10 Memorable British Opens – The New York Times

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After last year’s tournament was canceled because of the pandemic — the first time since World War II — the British Open is back.

The Open will be staged this week at Royal St. George’s Golf Club in Kent, England. The last time it was held there was in 2011, when Darren Clarke of Northern Ireland won by three shots over Phil Mickelson and Dustin Johnson.

The event, the final major of the season, was first played in 1860 and has long provided stunning moments. Here, in chronological order, are 10 British Opens that stand out.

Ben Hogan was the champion in the only British Open he competed in, winning by four strokes.

Tied for the lead entering the final round, Hogan shot a four-under 68, which included a birdie at No. 5 when he chipped in from the bunker.

Hogan’s victory capped what ranks as one of the most remarkable seasons in golf: Only four years after he was seriously injured in a car accident, Hogan also won the Masters and the United States Open.

Arnold Palmer won by a shot over Dai Rees, although it was not only the final result that was significant; it was also that Palmer, the most popular player in the game,was appearing in the British Open for the second year in a row.

Palmer, who had finished second in 1960, would inspire other American players to make the long trip. The British Open began to assume a larger stature. Palmer won the tournament again in 1962.

All Doug Sanders, one of golf’s most colorful figures, needed was to convert a three-foot putt on the final hole and he would be the champion.

He missed it. The next day, in an 18-hole playoff, he lost to a fellow American, Jack Nicklaus, by a shot. On the 18th hole, Nicklaus hit a 360-yard drive that went through the green. He chipped to about eight feet away and made the putt for his first major title since 1967.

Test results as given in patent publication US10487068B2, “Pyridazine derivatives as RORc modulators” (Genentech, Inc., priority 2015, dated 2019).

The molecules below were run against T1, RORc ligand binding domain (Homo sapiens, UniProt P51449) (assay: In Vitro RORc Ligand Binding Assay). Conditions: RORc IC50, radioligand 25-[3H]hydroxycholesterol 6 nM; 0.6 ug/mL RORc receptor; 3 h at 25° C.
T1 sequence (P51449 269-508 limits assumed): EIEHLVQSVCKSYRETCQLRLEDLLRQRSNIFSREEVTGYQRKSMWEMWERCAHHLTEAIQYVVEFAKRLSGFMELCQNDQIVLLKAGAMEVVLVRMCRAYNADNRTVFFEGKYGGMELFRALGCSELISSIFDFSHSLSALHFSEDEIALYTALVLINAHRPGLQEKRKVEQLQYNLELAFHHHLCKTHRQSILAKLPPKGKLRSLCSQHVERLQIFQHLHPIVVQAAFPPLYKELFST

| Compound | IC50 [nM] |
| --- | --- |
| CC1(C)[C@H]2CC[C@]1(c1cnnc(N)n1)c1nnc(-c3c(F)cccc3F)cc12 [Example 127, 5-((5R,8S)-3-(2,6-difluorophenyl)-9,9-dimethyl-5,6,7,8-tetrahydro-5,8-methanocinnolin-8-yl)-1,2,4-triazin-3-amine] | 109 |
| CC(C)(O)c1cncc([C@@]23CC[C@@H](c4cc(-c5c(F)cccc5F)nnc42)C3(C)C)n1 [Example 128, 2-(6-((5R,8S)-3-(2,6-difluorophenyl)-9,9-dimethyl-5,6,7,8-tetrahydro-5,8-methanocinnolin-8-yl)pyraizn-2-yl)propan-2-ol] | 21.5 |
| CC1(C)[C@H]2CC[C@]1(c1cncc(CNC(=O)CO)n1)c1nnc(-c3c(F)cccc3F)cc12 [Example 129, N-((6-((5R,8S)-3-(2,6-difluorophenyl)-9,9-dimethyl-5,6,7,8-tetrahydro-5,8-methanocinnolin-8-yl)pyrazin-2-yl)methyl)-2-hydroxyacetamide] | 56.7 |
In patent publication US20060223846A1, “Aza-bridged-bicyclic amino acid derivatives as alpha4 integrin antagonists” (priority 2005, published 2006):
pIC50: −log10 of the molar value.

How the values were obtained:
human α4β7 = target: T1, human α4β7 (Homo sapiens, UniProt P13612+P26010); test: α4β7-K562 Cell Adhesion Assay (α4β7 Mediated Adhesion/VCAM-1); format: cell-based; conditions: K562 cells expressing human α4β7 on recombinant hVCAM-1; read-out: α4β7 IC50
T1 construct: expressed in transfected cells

For Nicklaus, who would win three British Open titles, that was considered a drought.

Nicklaus, who had already won the Masters and U.S. Open, was going for the grand slam (winning all four majors in the same year).

With one round to go, he trailed the leader, Lee Trevino, by six strokes. Nicklaus made quite a charge in the final round, shooting a five-under 66, but Trevino held on to win by a stroke. England’s hero, Tony Jacklin, came in third, two shots back.

Hubert Green, who finished third, 11 shots back, put it best when describing the battle between Tom Watson and Nicklaus: “I won this golf tournament. I don’t know what game those other two guys were playing.”

Watson and Nicklaus both shot a five-under 65 in the third round. In the final round, Watson recorded another 65 to win by one. Nicklaus made a 32-foot birdie putt on the final hole, forcing Watson to convert his two-footer for the victory. The tournament is known as the “Duel in the Sun.”

Watson, going for his third straight British Open, and sixth overall, made a bogey on the Road Hole, No. 17, losing by two strokes to Seve Ballesteros.

For Ballesteros, who trailed by two shots heading into the final round, it was his second Open championship. He had won the title in 1979 and would win for a third time in 1988. (Ballesteros also captured the Masters in 1980 and 1983.)

One of the most enduring images of the 1984 Open was the fist pump Ballesteros gave after his final putt on 18.

Golf can be a cruel game, as Jean van de Velde found out at Carnoustie.

Leading by three on the par-4 final hole, he made a triple bogey, resulting in one of golf’s most heartbreaking meltdowns. He lost in a playoff to Paul Lawrie.

This tournament also has an enduring image: van de Velde standing in the water at 18, realizing that he would have to take a penalty stroke instead of trying to hit the ball.

With one hole to go, the impossible was about to happen.

Watson, at age 59, was going to capture the British Open. All he needed was one more par and he would become the first player to win a major in his 50s.

Watson’s second shot ended up over the green. He putted to about eight feet away, but then missed the next one for par. He lost in a four-hole playoff to Stewart Cink.

Mickelson had not been at his best in previous British Opens. In 19 appearances, he had recorded only two Top 10s.

This time, because of a final-round five-under 66, he won by three strokes over Henrik Stenson. Lee Westwood, who was the leader heading into Sunday, faltered with a 75 to finish four back.

The victory put Mickelson closer to the career grand slam. At 51, he has yet to achieve it.

As in 1977, it was a two-man battle. Mickelson, seeking his second British Open, was on fire from the start, with rounds of 63, 69, 70 and 65. Stenson was better, setting a record for the fewest strokes, 264, in a major championship.

They were tied with five holes to go on Sunday. Stenson, who shot a final-round 63, birdied 14, 15 and 16. At 15, he made a 51-foot putt from off the green. J.B. Holmes finished third, 14 back.

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